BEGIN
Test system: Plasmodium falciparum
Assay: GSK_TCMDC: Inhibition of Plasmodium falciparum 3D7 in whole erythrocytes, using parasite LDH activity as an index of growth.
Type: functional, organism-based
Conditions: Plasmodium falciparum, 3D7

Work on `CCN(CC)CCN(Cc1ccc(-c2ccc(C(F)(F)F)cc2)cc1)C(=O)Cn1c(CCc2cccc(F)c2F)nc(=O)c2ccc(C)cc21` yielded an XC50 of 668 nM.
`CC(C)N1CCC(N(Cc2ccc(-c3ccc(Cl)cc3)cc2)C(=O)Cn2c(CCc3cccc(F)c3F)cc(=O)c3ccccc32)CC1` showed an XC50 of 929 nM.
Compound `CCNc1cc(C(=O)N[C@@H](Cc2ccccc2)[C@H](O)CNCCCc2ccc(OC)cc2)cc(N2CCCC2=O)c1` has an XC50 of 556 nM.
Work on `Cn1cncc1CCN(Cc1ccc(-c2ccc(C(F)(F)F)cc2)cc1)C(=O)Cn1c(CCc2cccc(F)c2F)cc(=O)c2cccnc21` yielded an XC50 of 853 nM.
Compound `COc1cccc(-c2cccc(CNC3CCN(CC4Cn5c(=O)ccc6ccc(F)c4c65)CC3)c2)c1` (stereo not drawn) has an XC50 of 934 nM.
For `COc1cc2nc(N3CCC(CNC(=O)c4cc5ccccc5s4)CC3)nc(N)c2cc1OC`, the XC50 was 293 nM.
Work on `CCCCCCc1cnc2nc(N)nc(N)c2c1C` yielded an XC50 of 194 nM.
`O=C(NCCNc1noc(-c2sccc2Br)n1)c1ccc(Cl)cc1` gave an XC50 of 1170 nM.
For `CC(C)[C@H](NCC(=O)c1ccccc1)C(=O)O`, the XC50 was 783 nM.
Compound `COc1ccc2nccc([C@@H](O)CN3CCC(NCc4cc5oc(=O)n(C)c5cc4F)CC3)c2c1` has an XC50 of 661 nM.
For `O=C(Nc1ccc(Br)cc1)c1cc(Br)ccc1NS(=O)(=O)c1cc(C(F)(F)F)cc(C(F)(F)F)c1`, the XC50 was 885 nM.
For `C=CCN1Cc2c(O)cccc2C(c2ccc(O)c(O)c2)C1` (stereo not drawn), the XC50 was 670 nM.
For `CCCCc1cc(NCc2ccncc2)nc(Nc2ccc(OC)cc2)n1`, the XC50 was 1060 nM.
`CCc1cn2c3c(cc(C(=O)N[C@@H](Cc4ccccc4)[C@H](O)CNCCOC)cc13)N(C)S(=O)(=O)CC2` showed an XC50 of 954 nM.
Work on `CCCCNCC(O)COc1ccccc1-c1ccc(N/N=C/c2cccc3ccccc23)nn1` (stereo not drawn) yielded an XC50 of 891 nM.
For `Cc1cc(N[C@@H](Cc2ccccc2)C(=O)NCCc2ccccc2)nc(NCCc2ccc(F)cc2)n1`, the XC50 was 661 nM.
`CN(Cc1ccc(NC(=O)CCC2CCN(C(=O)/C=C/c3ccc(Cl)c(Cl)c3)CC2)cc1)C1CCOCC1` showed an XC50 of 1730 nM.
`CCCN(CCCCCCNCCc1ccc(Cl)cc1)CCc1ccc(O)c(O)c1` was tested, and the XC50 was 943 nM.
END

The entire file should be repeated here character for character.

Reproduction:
Test system: Plasmodium falciparum
Assay: GSK_TCMDC: Inhibition of Plasmodium falciparum 3D7 in whole erythrocytes, using parasite LDH activity as an index of growth.
Type: functional, organism-based
Conditions: Plasmodium falciparum, 3D7

Work on `CCN(CC)CCN(Cc1ccc(-c2ccc(C(F)(F)F)cc2)cc1)C(=O)Cn1c(CCc2cccc(F)c2F)nc(=O)c2ccc(C)cc21` yielded an XC50 of 668 nM.
`CC(C)N1CCC(N(Cc2ccc(-c3ccc(Cl)cc3)cc2)C(=O)Cn2c(CCc3cccc(F)c3F)cc(=O)c3ccccc32)CC1` showed an XC50 of 929 nM.
Compound `CCNc1cc(C(=O)N[C@@H](Cc2ccccc2)[C@H](O)CNCCCc2ccc(OC)cc2)cc(N2CCCC2=O)c1` has an XC50 of 556 nM.
Work on `Cn1cncc1CCN(Cc1ccc(-c2ccc(C(F)(F)F)cc2)cc1)C(=O)Cn1c(CCc2cccc(F)c2F)cc(=O)c2cccnc21` yielded an XC50 of 853 nM.
Compound `COc1cccc(-c2cccc(CNC3CCN(CC4Cn5c(=O)ccc6ccc(F)c4c65)CC3)c2)c1` (stereo not drawn) has an XC50 of 934 nM.
For `COc1cc2nc(N3CCC(CNC(=O)c4cc5ccccc5s4)CC3)nc(N)c2cc1OC`, the XC50 was 293 nM.
Work on `CCCCCCc1cnc2nc(N)nc(N)c2c1C` yielded an XC50 of 194 nM.
`O=C(NCCNc1noc(-c2sccc2Br)n1)c1ccc(Cl)cc1` gave an XC50 of 1170 nM.
For `CC(C)[C@H](NCC(=O)c1ccccc1)C(=O)O`, the XC50 was 783 nM.
Compound `COc1ccc2nccc([C@@H](O)CN3CCC(NCc4cc5oc(=O)n(C)c5cc4F)CC3)c2c1` has an XC50 of 661 nM.
For `O=C(Nc1ccc(Br)cc1)c1cc(Br)ccc1NS(=O)(=O)c1cc(C(F)(F)F)cc(C(F)(F)F)c1`, the XC50 was 885 nM.
For `C=CCN1Cc2c(O)cccc2C(c2ccc(O)c(O)c2)C1` (stereo not drawn), the XC50 was 670 nM.
For `CCCCc1cc(NCc2ccncc2)nc(Nc2ccc(OC)cc2)n1`, the XC50 was 1060 nM.
`CCc1cn2c3c(cc(C(=O)N[C@@H](Cc4ccccc4)[C@H](O)CNCCOC)cc13)N(C)S(=O)(=O)CC2` showed an XC50 of 954 nM.
Work on `CCCCNCC(O)COc1ccccc1-c1ccc(N/N=C/c2cccc3ccccc23)nn1` (stereo not drawn) yielded an XC50 of 891 nM.
For `Cc1cc(N[C@@H](Cc2ccccc2)C(=O)NCCc2ccccc2)nc(NCCc2ccc(F)cc2)n1`, the XC50 was 661 nM.
`CN(Cc1ccc(NC(=O)CCC2CCN(C(=O)/C=C/c3ccc(Cl)c(Cl)c3)CC2)cc1)C1CCOCC1` showed an XC50 of 1730 nM.
`CCCN(CCCCCCNCCc1ccc(Cl)cc1)CCc1ccc(O)c(O)c1` was tested, and the XC50 was 943 nM.